WASHINGTON — Two House lawmakers, with the primary backing of the Outdoor Industry Association, introduced legislation today that would create duty free categories for a targeted group of apparel imports that has no precedence in U.S. trade policy.
The bill, introduced by Reps. David Reichert (R., Wash.) and Earl Blumenauer (D., Ore.), would permanently eliminate duties that currently range from 7 to 28 percent, on imports of “recreational performance outerwear,” defined by the OIA as apparel used for hiking, fishing, hunting and other outdoor activities where protection from the elements is “essential.” It would create new classifications for the products in the U.S. Harmonized Tariff Schedule.
The OIA stresses that there is no commercially viable domestic production of the apparel in the U.S. and that the tariffs are “disproportionately high,” adding as much as 28 percent to its retail cost.
The legislation would set a precedent in U.S. trade policy, as no other apparel imports have received permanent duty free treatment outside of U.S. bilateral and regional trade agreements or preference programs.
Some industry sources, who requested anonymity, said the bill will likely raise red flags in the Obama administration and on Capitol Hill for a couple of reasons. First, the vast majority of the outerwear designated in the bill is produced in China, which already controls a 46.8 percent share of the U.S. apparel import market and is a lightning rod for U.S. lawmakers who often argue that subsidized and undervalued imports from China put U.S. companies at a competitive disadvantage. Secondly, some contend it could take away the power of the U.S. in negotiating trade accords where reducing and eliminating tariffs is a key bargaining chip for opening up markets.
Defending the legislation, Alex Boian, direct of trade policy at the OIA, said, “We’ve made a strong case and the data backs us up. The [U.S. International Trade Commission] identified the product as unique and we have verified there is no commercially viable production in the U.S., so that slippery slope argument [of others coming forward asking for duty free treatment on their products] is fairly hollow.”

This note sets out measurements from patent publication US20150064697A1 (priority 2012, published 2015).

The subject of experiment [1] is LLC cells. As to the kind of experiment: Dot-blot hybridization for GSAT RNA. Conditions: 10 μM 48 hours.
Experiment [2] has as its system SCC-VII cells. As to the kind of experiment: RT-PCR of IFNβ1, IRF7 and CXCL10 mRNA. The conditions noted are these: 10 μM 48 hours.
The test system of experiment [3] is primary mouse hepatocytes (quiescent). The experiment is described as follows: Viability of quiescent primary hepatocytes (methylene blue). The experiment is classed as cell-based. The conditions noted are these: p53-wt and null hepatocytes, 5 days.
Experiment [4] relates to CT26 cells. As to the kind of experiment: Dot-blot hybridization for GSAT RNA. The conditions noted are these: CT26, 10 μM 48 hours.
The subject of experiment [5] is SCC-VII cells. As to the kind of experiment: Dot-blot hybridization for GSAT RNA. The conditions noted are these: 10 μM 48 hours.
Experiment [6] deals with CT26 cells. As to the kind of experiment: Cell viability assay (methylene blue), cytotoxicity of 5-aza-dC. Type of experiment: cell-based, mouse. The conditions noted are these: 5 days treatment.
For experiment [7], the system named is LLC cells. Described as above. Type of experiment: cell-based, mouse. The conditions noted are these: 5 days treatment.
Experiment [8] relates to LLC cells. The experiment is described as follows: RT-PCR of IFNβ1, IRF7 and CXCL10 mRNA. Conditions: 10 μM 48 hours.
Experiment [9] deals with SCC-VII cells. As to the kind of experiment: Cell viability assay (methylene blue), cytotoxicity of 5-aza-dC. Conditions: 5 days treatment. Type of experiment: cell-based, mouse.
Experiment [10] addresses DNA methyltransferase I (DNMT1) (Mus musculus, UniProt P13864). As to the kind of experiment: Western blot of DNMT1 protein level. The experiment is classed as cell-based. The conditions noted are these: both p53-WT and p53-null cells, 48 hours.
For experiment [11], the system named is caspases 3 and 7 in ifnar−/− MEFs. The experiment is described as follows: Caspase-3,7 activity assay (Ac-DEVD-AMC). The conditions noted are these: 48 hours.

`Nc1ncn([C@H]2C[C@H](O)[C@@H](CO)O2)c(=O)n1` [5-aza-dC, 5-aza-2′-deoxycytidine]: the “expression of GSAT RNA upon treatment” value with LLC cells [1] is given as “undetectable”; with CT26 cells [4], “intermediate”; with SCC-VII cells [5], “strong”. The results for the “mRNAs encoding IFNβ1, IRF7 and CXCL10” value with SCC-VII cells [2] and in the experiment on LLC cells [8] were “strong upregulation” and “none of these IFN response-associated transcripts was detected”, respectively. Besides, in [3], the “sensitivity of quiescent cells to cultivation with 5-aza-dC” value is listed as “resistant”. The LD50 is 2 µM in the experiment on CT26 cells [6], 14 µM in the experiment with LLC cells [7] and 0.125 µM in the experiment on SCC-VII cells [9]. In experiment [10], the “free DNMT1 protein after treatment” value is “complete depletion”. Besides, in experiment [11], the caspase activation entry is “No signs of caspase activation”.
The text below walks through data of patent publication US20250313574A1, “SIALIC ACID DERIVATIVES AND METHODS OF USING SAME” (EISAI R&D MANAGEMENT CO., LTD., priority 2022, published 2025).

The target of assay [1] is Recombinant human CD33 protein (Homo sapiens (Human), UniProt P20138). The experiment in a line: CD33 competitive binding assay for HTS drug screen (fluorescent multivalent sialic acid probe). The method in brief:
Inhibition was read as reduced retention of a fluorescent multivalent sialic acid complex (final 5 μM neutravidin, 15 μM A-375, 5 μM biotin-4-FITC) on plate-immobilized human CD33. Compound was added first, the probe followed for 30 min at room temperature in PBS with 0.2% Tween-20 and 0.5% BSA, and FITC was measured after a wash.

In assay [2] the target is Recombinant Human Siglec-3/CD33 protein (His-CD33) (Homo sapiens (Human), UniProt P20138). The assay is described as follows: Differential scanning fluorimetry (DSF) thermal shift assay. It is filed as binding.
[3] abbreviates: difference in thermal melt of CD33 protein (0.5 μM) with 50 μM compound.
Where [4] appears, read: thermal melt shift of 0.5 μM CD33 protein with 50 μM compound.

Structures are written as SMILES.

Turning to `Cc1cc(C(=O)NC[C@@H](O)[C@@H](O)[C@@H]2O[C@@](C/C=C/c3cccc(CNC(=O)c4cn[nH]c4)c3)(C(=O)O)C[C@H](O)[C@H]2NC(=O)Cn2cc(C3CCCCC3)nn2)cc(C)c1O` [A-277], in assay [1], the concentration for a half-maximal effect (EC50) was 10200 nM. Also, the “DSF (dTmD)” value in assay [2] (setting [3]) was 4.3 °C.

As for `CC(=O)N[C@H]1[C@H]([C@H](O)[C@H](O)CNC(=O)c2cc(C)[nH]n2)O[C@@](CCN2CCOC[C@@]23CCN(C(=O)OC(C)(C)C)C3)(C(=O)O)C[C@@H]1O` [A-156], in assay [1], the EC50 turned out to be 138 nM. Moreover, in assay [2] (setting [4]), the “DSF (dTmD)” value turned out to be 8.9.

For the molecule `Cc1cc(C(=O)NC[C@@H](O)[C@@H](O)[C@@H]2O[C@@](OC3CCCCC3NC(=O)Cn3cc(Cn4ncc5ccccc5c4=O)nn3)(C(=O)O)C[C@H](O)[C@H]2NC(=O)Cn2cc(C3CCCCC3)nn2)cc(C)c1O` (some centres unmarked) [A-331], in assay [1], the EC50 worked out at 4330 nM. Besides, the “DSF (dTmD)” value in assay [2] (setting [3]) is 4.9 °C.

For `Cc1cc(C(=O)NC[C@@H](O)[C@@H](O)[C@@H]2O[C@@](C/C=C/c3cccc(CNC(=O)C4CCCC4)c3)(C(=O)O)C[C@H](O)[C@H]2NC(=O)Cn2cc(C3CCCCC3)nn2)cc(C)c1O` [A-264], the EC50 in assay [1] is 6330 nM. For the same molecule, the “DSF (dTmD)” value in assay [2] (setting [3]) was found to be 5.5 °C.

The OIA, in a fact sheet, said there is U.S. government precedent for “recognizing the unique nature of recreational performance outerwear.” For example, the Committee for the Implementation of Textile Agreements in 2005 exempted ski and snowboard pants from U.S. import quotas on man-made fiber pants imported from China, citing that the products “do not contribute to the market disruption due to minimal domestic production.”
Nate Herman, vice president of international trade at the American Apparel & Footwear Association, which endorsed the legislation on Thursday, said he doesn’t think that giving duty free benefits to specific sets of imports can hurt the U.S.’ ability to negotiate trade deals.
“This is such a small subset and there are so few countries that have the capability to produce this type of technical apparel, that it is not an issue,” said Herman. “These are items that have never been made in the U.S. and have never been made in the CAFTA or NAFTA countries or Colombia or Peru [two countries in a U.S. trade preference program]. They are not import-sensitive items and they don’t affect the export markets of U.S. yarn and fabrics.”
A Senate version of the bill introduced in April contains a provision missing in the House version that would provide funds through a competitive grant process for research and development in the U.S. of sustainable textiles and apparel.